To survive a Rule 12(b)(6) motion for failure to state a claim, a complaint must meet the requirements of Rule 8(a)(2). Rule 8(a)(2) requires a “short and plain statement of the claim showing that the pleader is entitled to relief, ” so that the defendant has “fair notice of what the . . . claim is and the grounds upon which it rests.” Bell Atl. Corp. v. Twombly, 550 U.S. 544, 555 (2007) (quoting Conley v. Gibson, 355 U.S. 41, 47 (1957)). Dismissal under Rule 12(b)(6) “can be based on the lack of a cognizable legal theory or the absence of sufficient facts alleged under a cognizable legal theory.” Balistreri v. Pacifica Police Dep't, 901 F.2d 696, 699 (9th Cir. 1988). A complaint that sets forth a cognizable legal theory will survive a motion to dismiss if it contains sufficient factual matter, which, if accepted as true, states a claim to relief that is “plausible on its face.” Ashcroft v. Iqbal, 556 U.S. 662, 678 (2009) (quoting Twombly, 550 U.S. at 570). Facial plausibility exists if the pleader sets forth “factual content that allows the court to draw the reasonable inference that the defendant is liable for the misconduct alleged.” Id. “Threadbare recitals of the elements of a cause of action, supported by mere conclusory statements, do not suffice.” Id. Plausibility does not equal “probability, ” but requires “more than a sheer possibility that a defendant has acted unlawfully.” Id. “Where a complaint pleads facts that are ‘merely consistent' with a defendant's liability, it ‘stops short of the line between possibility and plausibility of entitlement to relief.'” Id. (quoting Twombly, 550 U.S. at 557).

         In ruling on a Rule 12(b)(6) motion to dismiss, the well-pled factual allegations are taken as true and construed in the light most favorable to the nonmoving party. Cousins v. Lockyer, 568 F.3d 1063, 1067 (9th Cir. 2009). However, legal conclusions couched as factual allegations are not given a presumption of truthfulness, and “conclusory allegations of law and unwarranted inferences are not sufficient to defeat a motion to dismiss.” Pareto v. FDIC, 139 F.3d 696, 699 (9th Cir. 1998). A court ordinarily may not consider evidence outside the pleadings in ruling on a Rule 12(b)(6) motion to dismiss. See United States v. Ritchie, 342 F.3d 903, 907 (9th Cir. 2003). “A court may, however, consider materials- documents attached to the complaint, documents incorporated by reference in the complaint, or matters of judicial notice-without converting the motion to dismiss into a motion for summary judgment.” Id. at 908.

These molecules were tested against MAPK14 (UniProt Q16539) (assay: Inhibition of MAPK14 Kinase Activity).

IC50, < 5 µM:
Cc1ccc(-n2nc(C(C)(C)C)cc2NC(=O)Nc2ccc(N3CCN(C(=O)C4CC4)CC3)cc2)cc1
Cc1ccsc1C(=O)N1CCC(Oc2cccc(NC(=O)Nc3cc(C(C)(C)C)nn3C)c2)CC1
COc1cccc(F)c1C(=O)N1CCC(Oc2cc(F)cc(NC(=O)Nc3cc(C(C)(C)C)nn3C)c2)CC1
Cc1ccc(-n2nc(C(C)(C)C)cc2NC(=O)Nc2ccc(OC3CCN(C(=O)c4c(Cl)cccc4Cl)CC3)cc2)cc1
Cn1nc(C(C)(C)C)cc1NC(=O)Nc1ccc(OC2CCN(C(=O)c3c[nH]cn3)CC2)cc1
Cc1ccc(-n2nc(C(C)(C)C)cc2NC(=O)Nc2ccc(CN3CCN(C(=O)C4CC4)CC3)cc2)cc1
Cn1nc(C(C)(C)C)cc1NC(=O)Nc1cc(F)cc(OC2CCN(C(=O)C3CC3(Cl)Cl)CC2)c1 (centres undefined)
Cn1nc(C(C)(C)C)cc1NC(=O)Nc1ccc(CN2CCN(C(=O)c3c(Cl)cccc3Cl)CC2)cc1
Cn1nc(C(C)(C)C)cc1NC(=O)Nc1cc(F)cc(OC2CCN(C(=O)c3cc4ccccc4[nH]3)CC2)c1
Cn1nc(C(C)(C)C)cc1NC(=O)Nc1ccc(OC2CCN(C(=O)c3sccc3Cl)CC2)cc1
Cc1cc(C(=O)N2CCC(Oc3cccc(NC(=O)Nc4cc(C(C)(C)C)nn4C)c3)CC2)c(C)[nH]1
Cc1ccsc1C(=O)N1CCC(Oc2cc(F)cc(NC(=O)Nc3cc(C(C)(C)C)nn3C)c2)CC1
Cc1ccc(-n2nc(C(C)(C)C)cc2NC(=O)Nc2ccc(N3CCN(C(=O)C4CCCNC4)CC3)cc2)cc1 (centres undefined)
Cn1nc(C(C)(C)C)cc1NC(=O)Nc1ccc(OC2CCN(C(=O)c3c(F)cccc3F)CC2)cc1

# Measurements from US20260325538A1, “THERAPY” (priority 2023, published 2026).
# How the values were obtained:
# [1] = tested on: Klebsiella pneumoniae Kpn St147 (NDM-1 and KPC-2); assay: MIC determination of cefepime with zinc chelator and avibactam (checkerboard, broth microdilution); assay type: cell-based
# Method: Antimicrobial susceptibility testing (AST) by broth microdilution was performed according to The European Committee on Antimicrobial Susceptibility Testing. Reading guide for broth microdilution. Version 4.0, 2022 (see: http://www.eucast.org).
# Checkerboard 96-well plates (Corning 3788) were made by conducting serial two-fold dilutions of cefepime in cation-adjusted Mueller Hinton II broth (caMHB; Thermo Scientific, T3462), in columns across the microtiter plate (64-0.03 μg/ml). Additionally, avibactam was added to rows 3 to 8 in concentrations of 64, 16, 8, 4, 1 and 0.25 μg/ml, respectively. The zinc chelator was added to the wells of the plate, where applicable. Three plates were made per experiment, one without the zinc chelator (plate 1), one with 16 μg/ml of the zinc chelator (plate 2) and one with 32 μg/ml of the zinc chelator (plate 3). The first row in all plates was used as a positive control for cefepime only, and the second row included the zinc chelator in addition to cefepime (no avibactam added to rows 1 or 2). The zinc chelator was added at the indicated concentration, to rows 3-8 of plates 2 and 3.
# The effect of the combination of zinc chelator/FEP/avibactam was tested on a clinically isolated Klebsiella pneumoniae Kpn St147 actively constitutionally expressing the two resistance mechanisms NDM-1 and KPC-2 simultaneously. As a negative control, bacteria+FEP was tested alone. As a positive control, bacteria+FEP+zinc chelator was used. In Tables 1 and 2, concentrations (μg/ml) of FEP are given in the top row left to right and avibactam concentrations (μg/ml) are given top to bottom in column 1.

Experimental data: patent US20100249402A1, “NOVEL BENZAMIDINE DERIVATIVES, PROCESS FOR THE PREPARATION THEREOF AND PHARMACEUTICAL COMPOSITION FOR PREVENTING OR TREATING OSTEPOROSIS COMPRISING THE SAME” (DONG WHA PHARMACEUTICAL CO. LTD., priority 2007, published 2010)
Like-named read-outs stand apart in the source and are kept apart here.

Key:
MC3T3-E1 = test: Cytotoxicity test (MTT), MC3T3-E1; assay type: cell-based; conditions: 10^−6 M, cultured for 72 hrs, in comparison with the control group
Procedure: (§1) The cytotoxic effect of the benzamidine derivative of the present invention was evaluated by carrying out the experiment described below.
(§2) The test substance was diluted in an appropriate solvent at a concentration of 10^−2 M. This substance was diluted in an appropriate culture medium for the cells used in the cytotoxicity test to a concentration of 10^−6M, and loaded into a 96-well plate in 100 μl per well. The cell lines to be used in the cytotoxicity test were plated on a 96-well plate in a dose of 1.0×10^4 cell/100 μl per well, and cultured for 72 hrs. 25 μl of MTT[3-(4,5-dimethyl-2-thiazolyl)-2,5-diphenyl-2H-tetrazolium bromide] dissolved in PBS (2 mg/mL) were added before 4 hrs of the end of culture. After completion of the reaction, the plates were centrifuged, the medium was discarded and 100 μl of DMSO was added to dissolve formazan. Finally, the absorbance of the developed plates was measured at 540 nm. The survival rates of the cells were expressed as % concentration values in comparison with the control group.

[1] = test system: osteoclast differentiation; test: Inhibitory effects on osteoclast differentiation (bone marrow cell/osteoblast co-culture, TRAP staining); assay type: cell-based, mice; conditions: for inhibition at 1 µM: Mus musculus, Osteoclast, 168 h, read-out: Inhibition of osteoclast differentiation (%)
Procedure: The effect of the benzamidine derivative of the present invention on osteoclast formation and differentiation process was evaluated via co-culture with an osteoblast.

III. Analysis

         Defendant Hwang's Motion to Dismiss (Doc. 41) and Defendant Schubring's Motion to Dismiss (Doc. 20) are both brought under Rule 12(b)(6) and argue similar bases for dismissal so they will be discussed together.

         A. Trade Secret Violation under 18 U.S.C. § 1836 or A.R.S. § 44-401 et seq.

         Defendants' Hwang and Schubring argue that Plaintiffs have failed to identify what specific information was misappropriated and have only identified vague and broad categories of information. Hwang and Schubring also argue that Plastronics fails to explain how or why the information ...